Copyright 2005 American Medical Association. All Rights Reserved. Applicable FARS/DFARS Restrictions Apply to Government Use.2005
Hak and colleagues1 have performed a good case-control study, and the results are greatly in favor of influenza vaccination for persons at risk. However, their conclusion that influenza vaccination is also beneficial for persons at risk younger than 18 years is not convincing. The authors show a reduction of general practice visits among this age group, but these findings could not be confirmed in some recent randomized controlled trials.2,3 It is surprising that the authors only refer to older studies that have serious flaws, as reported before by one of us.4 Hak et al1 do not refer to the recent randomized controlled trial by Hoberman et al2 in which no effect was found of influenza vaccination on acute otitis media or utilization of selected health care and related resources.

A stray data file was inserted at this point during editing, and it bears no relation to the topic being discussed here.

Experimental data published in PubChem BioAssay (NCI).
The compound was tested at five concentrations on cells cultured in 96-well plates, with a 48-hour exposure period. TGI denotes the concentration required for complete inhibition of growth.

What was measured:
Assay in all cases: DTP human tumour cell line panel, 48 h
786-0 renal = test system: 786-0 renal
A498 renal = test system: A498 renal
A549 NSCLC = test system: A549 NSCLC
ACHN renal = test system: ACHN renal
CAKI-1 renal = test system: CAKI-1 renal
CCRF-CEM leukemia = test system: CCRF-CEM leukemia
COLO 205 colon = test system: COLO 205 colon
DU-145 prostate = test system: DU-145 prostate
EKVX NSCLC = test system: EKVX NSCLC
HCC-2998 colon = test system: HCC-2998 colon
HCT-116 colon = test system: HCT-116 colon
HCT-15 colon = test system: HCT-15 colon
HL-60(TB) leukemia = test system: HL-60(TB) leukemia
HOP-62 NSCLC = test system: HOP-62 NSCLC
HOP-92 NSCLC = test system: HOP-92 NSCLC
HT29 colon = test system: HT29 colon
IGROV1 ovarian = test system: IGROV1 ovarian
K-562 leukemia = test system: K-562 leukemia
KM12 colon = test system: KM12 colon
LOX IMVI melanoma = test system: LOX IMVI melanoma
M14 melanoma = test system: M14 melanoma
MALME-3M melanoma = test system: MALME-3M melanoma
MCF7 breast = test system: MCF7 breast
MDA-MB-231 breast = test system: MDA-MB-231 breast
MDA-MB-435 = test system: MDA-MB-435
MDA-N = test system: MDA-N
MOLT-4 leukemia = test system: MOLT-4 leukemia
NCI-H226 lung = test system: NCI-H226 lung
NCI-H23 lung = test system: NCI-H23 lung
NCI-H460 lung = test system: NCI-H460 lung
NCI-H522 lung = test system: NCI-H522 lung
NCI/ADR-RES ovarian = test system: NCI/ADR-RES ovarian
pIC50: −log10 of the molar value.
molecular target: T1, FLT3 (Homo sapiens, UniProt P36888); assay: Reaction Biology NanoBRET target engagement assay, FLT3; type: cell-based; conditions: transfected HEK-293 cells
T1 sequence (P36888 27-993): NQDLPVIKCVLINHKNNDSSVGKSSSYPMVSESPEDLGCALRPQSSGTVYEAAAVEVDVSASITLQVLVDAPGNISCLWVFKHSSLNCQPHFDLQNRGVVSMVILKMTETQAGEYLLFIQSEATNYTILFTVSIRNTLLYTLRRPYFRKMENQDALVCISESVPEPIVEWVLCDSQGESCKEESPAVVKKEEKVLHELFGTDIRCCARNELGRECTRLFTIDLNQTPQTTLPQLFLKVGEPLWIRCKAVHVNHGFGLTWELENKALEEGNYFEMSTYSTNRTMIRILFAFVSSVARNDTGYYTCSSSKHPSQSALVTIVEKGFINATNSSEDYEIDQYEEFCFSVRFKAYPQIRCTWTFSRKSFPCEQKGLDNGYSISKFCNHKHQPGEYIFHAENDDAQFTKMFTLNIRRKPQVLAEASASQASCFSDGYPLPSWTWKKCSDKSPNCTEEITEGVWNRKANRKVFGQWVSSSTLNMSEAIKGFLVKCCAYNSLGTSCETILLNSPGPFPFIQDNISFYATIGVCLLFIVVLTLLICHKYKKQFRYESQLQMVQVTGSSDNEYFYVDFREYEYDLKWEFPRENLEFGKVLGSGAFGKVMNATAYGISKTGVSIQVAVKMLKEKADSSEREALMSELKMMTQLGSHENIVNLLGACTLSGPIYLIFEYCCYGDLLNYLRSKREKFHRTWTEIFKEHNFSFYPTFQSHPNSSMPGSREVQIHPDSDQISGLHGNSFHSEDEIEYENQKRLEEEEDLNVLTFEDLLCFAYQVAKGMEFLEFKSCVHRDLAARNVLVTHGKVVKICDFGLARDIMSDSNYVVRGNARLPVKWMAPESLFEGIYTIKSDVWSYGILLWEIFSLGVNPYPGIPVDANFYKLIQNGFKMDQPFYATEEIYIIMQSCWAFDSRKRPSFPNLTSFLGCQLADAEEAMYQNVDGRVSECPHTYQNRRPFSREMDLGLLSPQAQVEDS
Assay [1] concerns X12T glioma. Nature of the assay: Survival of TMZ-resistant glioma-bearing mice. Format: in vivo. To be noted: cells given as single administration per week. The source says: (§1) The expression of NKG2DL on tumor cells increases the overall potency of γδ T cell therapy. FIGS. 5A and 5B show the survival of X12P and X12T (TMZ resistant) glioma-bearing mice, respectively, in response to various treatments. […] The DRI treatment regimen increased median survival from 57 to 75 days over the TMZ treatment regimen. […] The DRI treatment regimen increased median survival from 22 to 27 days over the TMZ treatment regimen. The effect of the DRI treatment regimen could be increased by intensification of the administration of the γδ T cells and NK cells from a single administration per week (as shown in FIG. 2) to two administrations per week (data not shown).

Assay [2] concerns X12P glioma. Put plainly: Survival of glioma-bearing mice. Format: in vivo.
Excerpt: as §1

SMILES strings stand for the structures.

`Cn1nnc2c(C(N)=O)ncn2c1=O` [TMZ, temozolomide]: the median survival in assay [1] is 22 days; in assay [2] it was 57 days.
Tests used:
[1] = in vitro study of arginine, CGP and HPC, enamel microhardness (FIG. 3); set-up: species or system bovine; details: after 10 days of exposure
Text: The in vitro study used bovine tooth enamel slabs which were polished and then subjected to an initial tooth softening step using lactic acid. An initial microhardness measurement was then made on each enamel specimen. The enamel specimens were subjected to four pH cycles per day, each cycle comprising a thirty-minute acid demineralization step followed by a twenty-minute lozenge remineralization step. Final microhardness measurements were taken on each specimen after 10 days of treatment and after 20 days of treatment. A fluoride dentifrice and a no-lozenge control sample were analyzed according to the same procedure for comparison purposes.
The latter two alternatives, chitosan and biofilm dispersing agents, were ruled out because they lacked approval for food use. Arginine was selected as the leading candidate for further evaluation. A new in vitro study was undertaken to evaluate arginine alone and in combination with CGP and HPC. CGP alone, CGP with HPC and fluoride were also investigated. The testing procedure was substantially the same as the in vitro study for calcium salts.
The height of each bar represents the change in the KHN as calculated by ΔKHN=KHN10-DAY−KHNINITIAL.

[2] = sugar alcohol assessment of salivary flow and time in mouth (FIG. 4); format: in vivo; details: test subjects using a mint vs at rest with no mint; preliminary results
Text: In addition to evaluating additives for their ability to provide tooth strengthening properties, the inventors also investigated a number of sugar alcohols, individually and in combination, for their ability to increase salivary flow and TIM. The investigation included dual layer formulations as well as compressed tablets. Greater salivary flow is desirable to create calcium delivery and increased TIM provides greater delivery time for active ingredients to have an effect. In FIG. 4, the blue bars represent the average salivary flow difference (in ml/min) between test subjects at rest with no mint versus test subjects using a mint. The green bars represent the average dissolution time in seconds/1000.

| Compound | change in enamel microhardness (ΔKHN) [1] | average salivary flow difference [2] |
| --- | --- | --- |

Damoiseaux R, van der Wouden JC, Bueving H. Influenza Vaccination Effectiveness Is Not Proven in Younger Individuals at Risk. Arch Intern Med. 2005;165(16):1921-1922. doi:10.1001/archinte.165.16.1921